Resting in less than three and a half metres of Caribbean seawater, the wreckage of Quedagh Merchant, the ship abandoned by the scandalous 17th century pirate Captain William Kidd as he raced to New York in an ill-fated attempt to clear his name. An underwater archaeology team from Indiana University announced the discovery of the remnants. IU marine protection authority Charles Beeker said his team has been licensed to study the wreckage and to convert the site into an underwater preserve, where it will be accessible to the public. Beeker, director of Academic Diving and Underwater Science Programs in IU Bloomingtonâs School of Health, Physical Education and Recreation, said it is remarkable that the wreck has remained undiscovered all these years given its location, just 21 metres (70 feet) off the coast of Catalina Island in the Dominican Republic, and because it has been sought actively by treasure hunters.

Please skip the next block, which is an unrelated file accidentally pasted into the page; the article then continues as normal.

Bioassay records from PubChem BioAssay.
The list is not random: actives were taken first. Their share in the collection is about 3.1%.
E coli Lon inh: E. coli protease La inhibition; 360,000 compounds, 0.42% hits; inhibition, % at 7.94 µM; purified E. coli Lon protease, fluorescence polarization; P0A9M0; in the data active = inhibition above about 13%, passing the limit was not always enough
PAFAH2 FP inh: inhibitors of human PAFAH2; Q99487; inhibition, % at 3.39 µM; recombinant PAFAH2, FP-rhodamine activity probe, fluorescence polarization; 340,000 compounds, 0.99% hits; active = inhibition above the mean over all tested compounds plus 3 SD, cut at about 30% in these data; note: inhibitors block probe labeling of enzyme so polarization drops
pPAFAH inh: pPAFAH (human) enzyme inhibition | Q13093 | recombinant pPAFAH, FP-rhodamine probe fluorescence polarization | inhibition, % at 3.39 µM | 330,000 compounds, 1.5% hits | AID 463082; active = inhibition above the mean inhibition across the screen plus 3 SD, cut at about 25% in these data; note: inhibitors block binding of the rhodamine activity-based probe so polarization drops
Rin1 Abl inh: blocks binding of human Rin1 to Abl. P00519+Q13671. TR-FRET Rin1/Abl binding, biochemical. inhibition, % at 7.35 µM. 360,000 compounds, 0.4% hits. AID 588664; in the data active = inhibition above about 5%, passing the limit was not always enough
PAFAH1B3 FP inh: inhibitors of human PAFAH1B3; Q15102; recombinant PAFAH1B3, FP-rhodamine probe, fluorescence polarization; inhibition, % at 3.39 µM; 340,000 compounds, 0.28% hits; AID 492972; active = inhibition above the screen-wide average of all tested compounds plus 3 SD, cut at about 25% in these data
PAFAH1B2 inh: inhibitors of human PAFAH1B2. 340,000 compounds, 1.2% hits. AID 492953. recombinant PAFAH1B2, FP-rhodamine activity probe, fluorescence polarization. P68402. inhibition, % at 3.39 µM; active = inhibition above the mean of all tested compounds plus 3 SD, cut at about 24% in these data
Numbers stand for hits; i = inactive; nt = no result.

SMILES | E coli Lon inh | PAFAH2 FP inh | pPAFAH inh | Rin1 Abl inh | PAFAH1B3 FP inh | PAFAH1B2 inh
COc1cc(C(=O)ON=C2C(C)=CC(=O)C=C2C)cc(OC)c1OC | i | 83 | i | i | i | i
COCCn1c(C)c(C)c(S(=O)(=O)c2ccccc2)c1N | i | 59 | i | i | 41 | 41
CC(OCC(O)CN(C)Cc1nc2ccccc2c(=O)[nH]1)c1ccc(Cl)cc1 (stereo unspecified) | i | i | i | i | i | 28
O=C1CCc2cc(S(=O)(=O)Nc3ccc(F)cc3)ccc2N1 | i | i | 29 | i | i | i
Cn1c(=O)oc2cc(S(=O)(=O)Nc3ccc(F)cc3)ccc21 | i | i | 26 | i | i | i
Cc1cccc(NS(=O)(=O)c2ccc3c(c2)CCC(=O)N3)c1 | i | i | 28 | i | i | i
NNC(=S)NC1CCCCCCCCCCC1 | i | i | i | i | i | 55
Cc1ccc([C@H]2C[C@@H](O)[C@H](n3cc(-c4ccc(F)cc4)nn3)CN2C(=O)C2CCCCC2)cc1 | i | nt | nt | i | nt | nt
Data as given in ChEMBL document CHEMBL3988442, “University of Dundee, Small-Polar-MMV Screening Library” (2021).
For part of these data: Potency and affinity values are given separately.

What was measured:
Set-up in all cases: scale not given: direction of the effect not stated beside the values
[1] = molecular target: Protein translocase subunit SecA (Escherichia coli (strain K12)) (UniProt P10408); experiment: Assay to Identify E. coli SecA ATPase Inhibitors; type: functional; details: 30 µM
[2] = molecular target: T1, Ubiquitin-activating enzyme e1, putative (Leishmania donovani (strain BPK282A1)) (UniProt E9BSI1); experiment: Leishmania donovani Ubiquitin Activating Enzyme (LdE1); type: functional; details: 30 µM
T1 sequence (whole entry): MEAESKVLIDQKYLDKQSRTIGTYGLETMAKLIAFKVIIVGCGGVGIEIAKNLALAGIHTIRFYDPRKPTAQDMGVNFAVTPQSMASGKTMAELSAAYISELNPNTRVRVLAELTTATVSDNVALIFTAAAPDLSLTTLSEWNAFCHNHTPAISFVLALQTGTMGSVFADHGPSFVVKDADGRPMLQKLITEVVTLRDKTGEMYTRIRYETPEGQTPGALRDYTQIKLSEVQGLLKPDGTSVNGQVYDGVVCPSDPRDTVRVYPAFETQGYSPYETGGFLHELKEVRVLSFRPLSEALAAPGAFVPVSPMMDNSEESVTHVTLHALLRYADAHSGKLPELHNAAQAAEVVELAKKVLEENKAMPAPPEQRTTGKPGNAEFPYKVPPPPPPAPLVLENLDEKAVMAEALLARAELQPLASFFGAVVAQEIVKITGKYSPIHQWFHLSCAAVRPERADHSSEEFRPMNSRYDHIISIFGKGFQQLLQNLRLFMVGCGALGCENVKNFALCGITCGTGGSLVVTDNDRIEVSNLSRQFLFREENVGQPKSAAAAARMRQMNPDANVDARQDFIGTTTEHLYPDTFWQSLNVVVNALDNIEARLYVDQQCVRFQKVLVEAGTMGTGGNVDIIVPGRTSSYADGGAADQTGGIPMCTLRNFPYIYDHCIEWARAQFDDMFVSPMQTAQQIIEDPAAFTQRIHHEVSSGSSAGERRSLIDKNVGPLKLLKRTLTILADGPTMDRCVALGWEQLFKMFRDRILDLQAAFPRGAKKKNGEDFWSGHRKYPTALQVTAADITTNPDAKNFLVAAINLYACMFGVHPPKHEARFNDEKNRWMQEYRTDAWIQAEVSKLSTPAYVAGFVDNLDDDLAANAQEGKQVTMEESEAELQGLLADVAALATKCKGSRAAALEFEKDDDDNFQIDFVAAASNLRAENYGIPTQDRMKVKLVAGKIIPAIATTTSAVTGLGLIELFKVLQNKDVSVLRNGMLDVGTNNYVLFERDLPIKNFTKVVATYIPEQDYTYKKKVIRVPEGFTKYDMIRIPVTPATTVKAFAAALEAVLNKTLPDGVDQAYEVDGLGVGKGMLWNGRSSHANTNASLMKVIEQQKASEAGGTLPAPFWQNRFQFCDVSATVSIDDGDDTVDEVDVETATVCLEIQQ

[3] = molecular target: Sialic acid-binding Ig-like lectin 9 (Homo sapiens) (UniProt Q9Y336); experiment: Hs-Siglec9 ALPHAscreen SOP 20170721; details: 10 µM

Australian Navy ship launches profilers to help climatologists predict deep ocean currents
The Royal Australian navy ship HMAS Adelaide, which was decommissioned in January 2007, is taking part in a futuristic project to help scientists predict the influence of climate change on deep-ocean currents. The RAN is working with the CSIROâS Division of Marine and Atmospheric Research in Hobart, to measure deep-open temperatures and currents through the development of robotic ocean profilers that are part of the Argo ocean monitoring programme. Argo is an international collaboration of more than 25 countries that collects temperature and salinity profiles from upper 2,000 metres of the ice-free global ocean.